What Steve Jobs, Elon Musk, and Jeff Bezos Wish You Knew About Tech Startups

Nobody cares about your technology.

What Steve Jobs, Elon Musk, and Jeff Bezos Wish You Knew About Tech Startups

The Dreaded Professor

Every college student has had that professor at least once. The one who was a phenomenal researcher but whose lectures were filled with pedantic insults: “it should be clear that…”, “…and it’s left to you to prove the obvious…”, and “it’s easily shown that…”

Raising a hand and asking a question was torturous. Unless it was some mind-blowing, insightful question, the professor would look at you and give you a non-answer. The expression on her face clearly showed she believed admissions standards had become far too lax in the last decade.

These kinds of classes were humiliating, poor learning experiences that were far below what they could have been. Take that same material with an engaging and empathetic professor and it engages, even enraptures the students.

This second kind of professor not only knows the material but also knows her audience. She knows the things they won’t know, what they will know, and how to convey the importance of the material to them. A great professor teaches not only the material but gives the student a vision of why the material is so exciting. A great professor enables her students to grasp the concepts and skills, and she conjures up feelings of genuine enthusiasm for learning and using those concepts and skills.

Leaving it to the Customer is Death

Technology companies often fall into one of these two fateful professor categories.

Some technology companies, often with very strong engineering backgrounds, are like the first professor. They see their product or technology and say to themselves and all else “it should be clear that…[our technology is superior].”

To them, it’s logical they will be quickly scooped up in the marketplace and hugely successful. And so these technology companies “leave it to you to prove the obvious” and scoff when others don’t see just how great their technology is.

The Gifted Teacher

The second kind of technology company also recognizes how amazing their technology is. They love it! They are excited about it! But they also understand their audience, or in the business world, their market.

They humbly set out to see the problem space the technology addresses from the market’s eyes. Then these companies explain how their technology does these things. They teach the market about their technology in a way that conveys its importance as well as giving the market a genuine enthusiasm for the problems it can solve and the benefits it provides.

These companies know how to take their superior technology and translate it into a coherent message to the market that explains it to them on their terms. It’s no surprise that this second kind of technology company is well rewarded in business terms.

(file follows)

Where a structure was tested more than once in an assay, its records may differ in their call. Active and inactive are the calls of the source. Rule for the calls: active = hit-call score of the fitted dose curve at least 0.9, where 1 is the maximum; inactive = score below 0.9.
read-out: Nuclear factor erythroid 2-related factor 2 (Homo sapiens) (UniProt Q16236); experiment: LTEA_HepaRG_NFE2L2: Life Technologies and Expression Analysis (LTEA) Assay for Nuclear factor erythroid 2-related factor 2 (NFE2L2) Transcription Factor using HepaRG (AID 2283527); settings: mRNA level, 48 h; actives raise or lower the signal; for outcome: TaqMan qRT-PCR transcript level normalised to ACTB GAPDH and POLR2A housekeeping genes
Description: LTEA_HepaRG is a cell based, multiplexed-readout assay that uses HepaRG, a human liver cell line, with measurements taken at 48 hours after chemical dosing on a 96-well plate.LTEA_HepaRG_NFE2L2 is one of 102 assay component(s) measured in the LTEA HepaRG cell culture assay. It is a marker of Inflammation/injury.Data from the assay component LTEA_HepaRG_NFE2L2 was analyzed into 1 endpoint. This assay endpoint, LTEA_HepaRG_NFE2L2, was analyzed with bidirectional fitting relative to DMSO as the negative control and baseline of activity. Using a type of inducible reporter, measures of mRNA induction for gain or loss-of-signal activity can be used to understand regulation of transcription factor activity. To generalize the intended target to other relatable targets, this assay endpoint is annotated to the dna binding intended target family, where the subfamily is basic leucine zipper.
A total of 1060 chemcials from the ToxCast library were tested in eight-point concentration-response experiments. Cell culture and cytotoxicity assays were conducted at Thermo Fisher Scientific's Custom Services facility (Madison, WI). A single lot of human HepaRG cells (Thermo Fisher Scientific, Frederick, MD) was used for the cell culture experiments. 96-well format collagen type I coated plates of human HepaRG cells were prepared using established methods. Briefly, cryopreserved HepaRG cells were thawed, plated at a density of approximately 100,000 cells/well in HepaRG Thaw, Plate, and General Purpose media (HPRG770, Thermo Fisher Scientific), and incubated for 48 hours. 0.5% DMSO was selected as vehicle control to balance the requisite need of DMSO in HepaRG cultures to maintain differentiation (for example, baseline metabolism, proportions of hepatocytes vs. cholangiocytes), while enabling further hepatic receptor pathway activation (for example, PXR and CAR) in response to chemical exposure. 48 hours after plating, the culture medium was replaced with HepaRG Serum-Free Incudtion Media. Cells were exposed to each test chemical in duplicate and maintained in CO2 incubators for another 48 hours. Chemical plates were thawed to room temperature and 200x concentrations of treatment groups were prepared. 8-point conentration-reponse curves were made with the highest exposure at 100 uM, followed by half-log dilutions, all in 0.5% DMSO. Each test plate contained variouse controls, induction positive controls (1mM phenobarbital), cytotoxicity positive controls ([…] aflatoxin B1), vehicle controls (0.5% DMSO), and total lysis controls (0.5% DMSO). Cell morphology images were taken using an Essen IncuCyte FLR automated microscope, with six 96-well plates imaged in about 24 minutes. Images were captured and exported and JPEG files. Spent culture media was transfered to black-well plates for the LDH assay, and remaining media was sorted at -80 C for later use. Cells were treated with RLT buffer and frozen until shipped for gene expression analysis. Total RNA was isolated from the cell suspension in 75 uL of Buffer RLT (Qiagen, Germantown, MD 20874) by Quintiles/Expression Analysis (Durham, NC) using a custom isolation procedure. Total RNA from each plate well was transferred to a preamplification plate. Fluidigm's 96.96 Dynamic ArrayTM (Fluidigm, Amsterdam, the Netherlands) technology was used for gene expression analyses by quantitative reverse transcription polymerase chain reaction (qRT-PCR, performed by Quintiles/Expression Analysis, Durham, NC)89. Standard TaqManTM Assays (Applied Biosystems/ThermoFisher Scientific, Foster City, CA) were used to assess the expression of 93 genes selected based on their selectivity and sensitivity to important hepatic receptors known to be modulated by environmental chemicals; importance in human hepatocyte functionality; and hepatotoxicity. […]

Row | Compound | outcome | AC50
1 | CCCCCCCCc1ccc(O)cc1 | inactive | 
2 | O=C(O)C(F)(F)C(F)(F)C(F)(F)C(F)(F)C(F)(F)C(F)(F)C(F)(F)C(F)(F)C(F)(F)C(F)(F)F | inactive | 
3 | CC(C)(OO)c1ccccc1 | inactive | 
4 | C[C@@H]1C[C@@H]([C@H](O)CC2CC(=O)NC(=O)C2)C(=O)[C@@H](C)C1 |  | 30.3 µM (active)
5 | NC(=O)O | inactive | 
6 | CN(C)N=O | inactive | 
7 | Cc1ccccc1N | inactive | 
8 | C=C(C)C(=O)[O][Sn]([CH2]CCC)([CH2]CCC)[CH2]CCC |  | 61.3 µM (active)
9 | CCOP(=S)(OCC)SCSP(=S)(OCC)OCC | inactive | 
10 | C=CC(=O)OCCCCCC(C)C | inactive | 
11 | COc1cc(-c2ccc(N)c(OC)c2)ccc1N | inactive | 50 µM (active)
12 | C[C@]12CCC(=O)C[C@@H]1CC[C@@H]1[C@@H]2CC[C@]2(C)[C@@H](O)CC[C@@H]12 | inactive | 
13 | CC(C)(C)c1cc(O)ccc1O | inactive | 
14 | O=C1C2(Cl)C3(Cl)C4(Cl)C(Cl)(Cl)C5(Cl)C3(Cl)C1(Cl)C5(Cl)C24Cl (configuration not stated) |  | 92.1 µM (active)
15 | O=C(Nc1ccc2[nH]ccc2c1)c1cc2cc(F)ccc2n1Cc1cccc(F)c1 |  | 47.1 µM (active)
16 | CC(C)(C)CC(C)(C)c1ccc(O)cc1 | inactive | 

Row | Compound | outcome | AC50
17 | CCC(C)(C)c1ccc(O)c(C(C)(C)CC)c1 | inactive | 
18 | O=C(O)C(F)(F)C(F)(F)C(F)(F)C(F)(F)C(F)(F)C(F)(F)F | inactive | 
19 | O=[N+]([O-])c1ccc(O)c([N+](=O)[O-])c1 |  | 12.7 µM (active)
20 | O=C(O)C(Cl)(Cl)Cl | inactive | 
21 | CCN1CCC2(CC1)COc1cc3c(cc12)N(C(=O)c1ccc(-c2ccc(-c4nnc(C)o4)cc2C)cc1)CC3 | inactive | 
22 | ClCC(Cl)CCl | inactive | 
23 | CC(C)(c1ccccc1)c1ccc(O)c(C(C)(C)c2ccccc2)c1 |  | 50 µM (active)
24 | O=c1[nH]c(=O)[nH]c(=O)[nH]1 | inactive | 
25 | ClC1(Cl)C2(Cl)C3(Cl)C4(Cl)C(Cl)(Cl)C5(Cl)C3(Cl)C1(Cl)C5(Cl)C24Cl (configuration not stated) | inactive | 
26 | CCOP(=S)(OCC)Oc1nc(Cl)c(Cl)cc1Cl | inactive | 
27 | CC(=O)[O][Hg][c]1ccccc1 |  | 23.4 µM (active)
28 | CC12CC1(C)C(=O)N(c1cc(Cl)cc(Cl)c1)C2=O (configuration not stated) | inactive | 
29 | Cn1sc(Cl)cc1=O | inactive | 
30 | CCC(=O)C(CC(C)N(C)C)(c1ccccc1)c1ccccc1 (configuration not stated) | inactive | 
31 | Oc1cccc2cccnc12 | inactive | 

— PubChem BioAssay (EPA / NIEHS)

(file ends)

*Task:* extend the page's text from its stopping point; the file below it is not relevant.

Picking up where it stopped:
Necessary but Not Sufficient

Technology, by definition, accumulates work into a single easier-to-use package, making the next stage of work easier, faster, and better. You can’t solve people’s problems if your technology doesn’t work. Real technology is necessary, but not sufficient, to succeed in the market place.

You Need a Vision

Technology without leadership is professor number one. Some few customers may be bright and desperate enough to “get it” and shell out for your technology product or service. But most won’t buy without being given the vision. Giving that vision is the role of technology leadership.

Technology + Leadership = Moving people to use technology to improve their lives. This is most successfully done when the leadership has strong, simple, and clear vision. And of course when the technology can do what it claims it can do.

The second company has leadership. Leadership is the ability to convey a vision and motivate others to act in line with that vision. Technology leaders convey the vision of the new world their technology brings to customers. They convey the new life we will lead. For example:

  • Steve Jobs told us we would have personal computing in our pockets everywhere we go with the iPhone and feel great and beautiful all the while.
  • Elon Musk tells us that we will live in a world where beautiful electric cars take us places to enjoy our cleaner air, that we will visit space like we visit New York, and that we won’t have to deal with traffic anymore.
  • Jeff Bezos tells us we can purchase anything whenever and wherever we want and have it the same day for less.

These world-class technology leaders give us a visceral vision for what our lives will be like very explicitly—they don’t leave it to us to “prove the obvious.” They are quintessential technology leaders.

Technology is Just the First Step

If you have a great technology, excellent, you’ve finished the first step! The rest of your job is to make sure others understand very clearly and quickly exactly how their lives will change for the better because of it and then give you money to experience it. And that’s the hardest part.

Michael Vedomske
Mike received his Ph.D. from the University of Virginia in Data Science and set off on a quest to solve big problems. These problems have included the Internet of Things, the US healthcare system, marketing, cybersecurity, critical infrastructure, fraud, medical informatics, omnichannel retail, and more. Mike takes the technical and helps make it understandable to himself and the masses.